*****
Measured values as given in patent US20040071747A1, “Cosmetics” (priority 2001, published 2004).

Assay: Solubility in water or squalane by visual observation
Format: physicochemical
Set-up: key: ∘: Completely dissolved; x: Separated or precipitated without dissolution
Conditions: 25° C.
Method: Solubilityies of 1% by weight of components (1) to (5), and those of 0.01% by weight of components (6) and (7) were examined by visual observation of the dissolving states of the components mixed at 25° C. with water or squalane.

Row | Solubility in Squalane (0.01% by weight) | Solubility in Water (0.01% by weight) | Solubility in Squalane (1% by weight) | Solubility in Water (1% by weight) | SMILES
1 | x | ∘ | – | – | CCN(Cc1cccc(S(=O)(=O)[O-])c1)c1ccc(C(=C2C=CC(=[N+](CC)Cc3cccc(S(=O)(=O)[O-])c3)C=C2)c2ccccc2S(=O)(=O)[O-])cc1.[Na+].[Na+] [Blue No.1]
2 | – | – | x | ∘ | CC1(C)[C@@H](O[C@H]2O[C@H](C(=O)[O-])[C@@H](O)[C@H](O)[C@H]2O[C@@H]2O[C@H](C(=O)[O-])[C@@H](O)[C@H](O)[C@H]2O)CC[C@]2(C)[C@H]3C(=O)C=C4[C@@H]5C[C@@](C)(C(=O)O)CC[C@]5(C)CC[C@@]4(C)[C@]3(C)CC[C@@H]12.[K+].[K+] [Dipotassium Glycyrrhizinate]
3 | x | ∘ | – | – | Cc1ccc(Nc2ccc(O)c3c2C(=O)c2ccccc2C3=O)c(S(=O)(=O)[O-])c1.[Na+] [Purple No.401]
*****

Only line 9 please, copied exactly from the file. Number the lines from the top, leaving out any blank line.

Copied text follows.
2 | – | – | x | ∘ | CC1(C)[C@@H](O[C@H]2O[C@H](C(=O)[O-])[C@@H](O)[C@H](O)[C@H]2O[C@@H]2O[C@H](C(=O)[O-])[C@@H](O)[C@H](O)[C@H]2O)CC[C@]2(C)[C@H]3C(=O)C=C4[C@@H]5C[C@@](C)(C(=O)O)CC[C@]5(C)CC[C@@]4(C)[C@]3(C)CC[C@@H]12.[K+].[K+] [Dipotassium Glycyrrhizinate]